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The Honolulu Advertiser

Posted on: Monday, December 17, 2001

Island Voices
Those who lost jobs can help clean the Ala Wai

By W. Tsukiyama
Honolulu resident

Now is the perfect time and opportunity for the state to recruit and hire unemployed workers to clean up the Ala Wai Canal.

In 1978, the last time the state dredged the canal, Richard Lyman, trustee and chairman of the board for Bishop Estate, and I were tied up in traffic on Ala Wai.

Papa Lyman described to me how the canal was created and what can be done to keep the canal clean and maintained with little cost. His idea was to put deep sink holes at the openings along the mauka wall where mountain streams flow into the canal. The pits would then catch the debris such as fallen branches and leaves and sediment instead of flowing out into the canal.

The pits would be constructed by the state with the assistance of the U.S. Corps of Engineers. The state would be responsible for periodic maintenance of the pits, removing the debris and sediment when they are about full, particularly before the wet season.

As you walk along the mauka sidewalk of Ala Wai, beginning at the Kapahulu Avenue end, and look for the drainage channels where streams are flowing into the canal, the first you see is makai of the golf course clubhouse and the tee-off. This stream is one of the mountain streams in Palolo that flows out to sea at Kuhio Beach, 'ewa along the Kapahulu pier.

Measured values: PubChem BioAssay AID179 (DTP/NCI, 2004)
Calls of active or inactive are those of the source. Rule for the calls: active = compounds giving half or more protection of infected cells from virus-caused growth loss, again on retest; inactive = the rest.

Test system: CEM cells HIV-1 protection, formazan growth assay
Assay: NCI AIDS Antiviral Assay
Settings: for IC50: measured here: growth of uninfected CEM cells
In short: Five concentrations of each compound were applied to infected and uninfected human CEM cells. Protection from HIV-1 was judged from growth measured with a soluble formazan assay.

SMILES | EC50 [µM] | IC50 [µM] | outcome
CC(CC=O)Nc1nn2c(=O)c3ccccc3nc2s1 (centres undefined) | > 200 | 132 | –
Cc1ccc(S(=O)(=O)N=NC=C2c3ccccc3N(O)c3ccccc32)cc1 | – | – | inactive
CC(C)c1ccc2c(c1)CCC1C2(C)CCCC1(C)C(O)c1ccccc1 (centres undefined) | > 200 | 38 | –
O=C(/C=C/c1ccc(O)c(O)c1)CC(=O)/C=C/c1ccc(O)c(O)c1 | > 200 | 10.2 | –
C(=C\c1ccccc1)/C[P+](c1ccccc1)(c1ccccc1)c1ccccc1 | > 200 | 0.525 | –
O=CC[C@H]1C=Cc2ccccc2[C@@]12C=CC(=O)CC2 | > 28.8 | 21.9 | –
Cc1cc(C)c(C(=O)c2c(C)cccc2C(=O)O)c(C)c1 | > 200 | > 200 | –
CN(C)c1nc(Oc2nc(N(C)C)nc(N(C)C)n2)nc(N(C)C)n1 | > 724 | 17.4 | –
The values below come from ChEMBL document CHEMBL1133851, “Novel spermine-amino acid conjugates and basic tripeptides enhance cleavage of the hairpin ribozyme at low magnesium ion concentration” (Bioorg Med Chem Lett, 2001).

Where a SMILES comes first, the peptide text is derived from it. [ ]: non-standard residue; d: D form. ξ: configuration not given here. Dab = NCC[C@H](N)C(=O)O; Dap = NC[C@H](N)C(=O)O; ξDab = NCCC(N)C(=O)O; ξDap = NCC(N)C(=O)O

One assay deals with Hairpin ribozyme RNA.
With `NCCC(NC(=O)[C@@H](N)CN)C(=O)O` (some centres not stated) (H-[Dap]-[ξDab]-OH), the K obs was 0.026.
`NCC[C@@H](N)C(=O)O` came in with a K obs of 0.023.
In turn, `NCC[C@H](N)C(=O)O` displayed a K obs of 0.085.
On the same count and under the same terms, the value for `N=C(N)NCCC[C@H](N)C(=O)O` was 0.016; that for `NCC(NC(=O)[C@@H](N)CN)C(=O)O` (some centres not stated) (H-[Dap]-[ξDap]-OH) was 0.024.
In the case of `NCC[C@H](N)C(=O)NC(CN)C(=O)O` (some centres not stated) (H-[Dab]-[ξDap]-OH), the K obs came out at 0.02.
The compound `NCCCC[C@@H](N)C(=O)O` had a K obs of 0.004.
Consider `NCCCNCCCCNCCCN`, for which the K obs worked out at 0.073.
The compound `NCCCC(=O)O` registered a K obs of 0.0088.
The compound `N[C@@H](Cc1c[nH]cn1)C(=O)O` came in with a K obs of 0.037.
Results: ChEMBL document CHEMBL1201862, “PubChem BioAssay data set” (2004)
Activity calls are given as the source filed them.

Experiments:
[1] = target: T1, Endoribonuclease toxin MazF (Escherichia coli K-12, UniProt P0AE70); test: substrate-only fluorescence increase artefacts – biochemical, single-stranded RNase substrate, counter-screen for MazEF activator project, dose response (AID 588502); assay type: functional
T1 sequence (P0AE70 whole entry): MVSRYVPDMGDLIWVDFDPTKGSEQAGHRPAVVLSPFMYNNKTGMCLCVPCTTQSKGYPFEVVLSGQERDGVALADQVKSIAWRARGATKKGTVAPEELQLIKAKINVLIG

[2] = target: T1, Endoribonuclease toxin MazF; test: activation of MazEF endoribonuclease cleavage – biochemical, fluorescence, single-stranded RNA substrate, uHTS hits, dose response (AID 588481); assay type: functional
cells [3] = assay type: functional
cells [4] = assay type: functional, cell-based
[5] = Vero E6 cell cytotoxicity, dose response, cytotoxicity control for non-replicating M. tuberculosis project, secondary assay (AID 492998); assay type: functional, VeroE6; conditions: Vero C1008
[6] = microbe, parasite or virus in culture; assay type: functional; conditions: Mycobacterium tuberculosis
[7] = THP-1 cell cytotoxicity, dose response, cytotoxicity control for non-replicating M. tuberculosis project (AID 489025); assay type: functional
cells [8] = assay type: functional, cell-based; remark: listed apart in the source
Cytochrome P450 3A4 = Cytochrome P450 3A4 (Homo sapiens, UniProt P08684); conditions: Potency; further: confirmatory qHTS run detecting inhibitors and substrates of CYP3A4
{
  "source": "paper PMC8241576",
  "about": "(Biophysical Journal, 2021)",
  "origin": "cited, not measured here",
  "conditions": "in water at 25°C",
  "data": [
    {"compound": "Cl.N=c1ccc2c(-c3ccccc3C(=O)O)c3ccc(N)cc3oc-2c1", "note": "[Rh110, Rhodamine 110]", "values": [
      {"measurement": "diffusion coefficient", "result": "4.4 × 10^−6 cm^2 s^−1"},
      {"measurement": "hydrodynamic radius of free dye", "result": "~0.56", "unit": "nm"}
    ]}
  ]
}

This and two other streams, 'Apaukehau and Pi'inaio, furnished a natural irrigation system for lo'i farms and rice fields and domesticated duck ponds before the Ala Wai Canal was built. The streams generally were referred to as "Wai-kolu," or "three waters." Waikiki, in earlier times, was also referred to as Waikolu. (There is a Waikiki street named Waikolu Way.)

The next channel is the Manoa-Palolo drainage canal where 'Apua-kehau from Manoa and Palolo streams flow out into the canal. Another drainage channel makai of the Marco Polo condominium where Pi'inaio stream also flows into the canal from Manoa. And east of and under the Kalakaua Avenue bridge are two channels where Makiki stream flows into the canal.

The last sink hole would be at the entrance to the Ala Wai Canal just before the canal waters converge with the salt water in the ocean. The present surface catchment basin on the makai side of the Ala Moana bridge would be maintained to catch all floating debris.

Hiring or contracting the unemployed during this depressed economy period will provide wages to the worker until he is employed again. The state benefits and the worker benefits — the same way President Franklin D. Roosevelt did during the Great Depression when out-of-job workers were recruited to do public construction projects.